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Economy in Brief

German Orders Rise on the Back of Foreign Order Strength
by Robert Brusca  May 8, 2017

German orders rose by 1% in March on the back of a strong gain in foreign orders. Foreign orders advanced by 4.8% on the month, their strongest gain since March of last year. Foreign orders broke a seesaw pattern of orders in March, an alternatively rising and falling pattern that had been in pace over the last five months, as the March strong order gain came on the heels of a soft rise in February. Domestic orders have been alternatively up and down since April of last year. Domestic orders fell by 3.8% in March but in the wake of a 7.9% rise in February which was in part a reaction to a 9.6% fall the month before that, and so on. This has been the most volatile string of four months for domestic orders since the four months ended August 2011. And it is the second most volatile episode on data back to 1996. Only the 2011 episode is even comparable to this sort of volatility. The volatility experienced over the past four months ranks in the top 2% for domestic orders and in the top 30% for foreign orders.

Such volatility makes the calculation of growth rates less meaningful, especially when the pattern is so strongly up and down in adjacent months. As things stand, overall and domestic orders show a pattern of sequentially decelerating orders growth culminating in contraction over both three months and six months. In contrast, foreign order growth patterns do not have a clear trend over three months, six-months and 12 months but do show growth on all those frequencies in the tight range of 1% to 2.5% on an annualized basis.

In the quarter-to-date, all order measures are weak and declining. Total orders, foreign orders and domestic orders all are declining with domestic orders down at an annualized pace of 7.1% and foreign orders dropping at an annualized pace of 1.6%.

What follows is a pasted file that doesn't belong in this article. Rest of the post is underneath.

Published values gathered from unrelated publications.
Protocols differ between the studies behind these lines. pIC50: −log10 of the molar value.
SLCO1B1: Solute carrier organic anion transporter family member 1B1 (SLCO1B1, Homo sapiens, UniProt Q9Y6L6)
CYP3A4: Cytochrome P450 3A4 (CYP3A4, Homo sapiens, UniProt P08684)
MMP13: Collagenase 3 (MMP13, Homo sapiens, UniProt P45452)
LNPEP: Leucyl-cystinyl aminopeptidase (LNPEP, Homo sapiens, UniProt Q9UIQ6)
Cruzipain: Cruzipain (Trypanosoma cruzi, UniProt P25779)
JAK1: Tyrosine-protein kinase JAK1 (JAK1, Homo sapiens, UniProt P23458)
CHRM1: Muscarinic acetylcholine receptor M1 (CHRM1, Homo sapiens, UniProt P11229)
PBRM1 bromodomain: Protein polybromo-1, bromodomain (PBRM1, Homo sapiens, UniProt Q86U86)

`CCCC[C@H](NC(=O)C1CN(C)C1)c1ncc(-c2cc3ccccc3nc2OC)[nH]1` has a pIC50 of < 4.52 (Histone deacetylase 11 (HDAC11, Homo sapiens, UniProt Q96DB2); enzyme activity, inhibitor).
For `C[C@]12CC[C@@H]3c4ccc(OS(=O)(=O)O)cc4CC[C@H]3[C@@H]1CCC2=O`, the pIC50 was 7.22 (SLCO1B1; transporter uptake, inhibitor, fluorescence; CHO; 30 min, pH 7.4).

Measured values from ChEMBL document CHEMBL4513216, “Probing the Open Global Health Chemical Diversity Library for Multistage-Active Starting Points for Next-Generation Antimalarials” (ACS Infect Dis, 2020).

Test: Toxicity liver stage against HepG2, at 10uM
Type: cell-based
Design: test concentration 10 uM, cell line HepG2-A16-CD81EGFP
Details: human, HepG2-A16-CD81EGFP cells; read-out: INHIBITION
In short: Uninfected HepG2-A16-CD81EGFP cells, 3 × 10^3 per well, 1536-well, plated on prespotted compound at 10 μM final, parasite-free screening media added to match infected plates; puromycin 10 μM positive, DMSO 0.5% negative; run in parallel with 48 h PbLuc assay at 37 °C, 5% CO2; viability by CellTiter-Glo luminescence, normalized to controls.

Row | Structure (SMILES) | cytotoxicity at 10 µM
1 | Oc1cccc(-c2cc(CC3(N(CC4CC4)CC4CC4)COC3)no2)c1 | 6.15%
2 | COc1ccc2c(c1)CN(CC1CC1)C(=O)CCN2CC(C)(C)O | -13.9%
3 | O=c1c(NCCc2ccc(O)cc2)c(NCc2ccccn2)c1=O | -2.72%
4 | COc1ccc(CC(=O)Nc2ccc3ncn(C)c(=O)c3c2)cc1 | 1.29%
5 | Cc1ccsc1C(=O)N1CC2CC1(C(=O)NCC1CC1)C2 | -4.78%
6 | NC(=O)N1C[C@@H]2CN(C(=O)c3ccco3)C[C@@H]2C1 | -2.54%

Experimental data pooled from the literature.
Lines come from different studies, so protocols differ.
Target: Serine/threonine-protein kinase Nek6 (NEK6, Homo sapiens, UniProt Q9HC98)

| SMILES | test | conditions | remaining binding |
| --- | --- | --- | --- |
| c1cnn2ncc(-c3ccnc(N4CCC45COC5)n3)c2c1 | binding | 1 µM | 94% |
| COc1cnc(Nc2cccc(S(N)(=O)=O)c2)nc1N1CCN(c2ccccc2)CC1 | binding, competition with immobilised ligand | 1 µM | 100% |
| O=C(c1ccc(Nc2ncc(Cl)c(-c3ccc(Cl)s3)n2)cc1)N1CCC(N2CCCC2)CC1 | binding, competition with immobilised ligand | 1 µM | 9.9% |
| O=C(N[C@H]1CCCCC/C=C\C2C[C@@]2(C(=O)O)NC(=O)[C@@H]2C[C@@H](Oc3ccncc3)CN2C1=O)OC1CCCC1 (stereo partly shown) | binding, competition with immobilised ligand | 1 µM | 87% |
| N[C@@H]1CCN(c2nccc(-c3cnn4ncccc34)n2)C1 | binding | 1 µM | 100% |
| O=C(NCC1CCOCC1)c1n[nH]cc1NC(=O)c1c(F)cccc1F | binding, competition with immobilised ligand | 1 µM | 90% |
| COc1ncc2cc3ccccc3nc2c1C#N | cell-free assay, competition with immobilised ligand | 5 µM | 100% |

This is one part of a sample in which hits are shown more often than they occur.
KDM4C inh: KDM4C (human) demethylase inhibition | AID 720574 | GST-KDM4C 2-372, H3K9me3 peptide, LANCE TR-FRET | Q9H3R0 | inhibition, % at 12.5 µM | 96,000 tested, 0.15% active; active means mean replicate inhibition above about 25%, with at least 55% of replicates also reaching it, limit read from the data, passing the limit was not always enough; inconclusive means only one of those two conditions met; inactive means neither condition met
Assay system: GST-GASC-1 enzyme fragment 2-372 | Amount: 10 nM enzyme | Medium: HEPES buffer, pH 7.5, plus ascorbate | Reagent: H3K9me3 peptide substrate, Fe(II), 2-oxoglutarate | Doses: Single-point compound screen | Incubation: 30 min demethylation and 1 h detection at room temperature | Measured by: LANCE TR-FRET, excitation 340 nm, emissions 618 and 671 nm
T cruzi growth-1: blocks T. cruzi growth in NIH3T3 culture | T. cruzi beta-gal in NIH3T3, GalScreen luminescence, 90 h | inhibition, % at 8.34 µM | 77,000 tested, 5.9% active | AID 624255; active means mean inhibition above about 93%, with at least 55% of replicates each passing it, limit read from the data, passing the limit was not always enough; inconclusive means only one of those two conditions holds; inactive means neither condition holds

Sales show a much steadier profile. For all of manufacturing, sales are accelerating from a 12-month growth rate of 1.3% to a six-month pace of 5.2% to a three-month pace of 10.7%. All three major sectors, consumer goods, capital goods and intermediate goods, show the same patterns of steadily accelerating sales. Inside of one year, there is a very different pattern for sales than for orders.

In the quarter-to-date, sales are expanding at a pace of 4.7% with real sector sales rates only varying on a range of 3.6% for consumer goods to 5.8% for intermediate goods. As volatile as orders have been, sales have been just about that stable as an offset.

Real orders, however, do have a strong correlation to real sales and that relationship is strong between 12-month growth rates where real orders have been much more stable. Real orders lead sales by two to three months and explain about 86% of the variance in real sales on year-over-year changes. While there is a great deal of monthly volatility, the year-on-year results continue to show solid order growth with the current 12-month pace at a positive 2.3% and are already expressed in real terms. On balance, there is a lot of volatility in German orders. But the year-on-year trends that have the most meaning continue to be stable and to point to continued growth.

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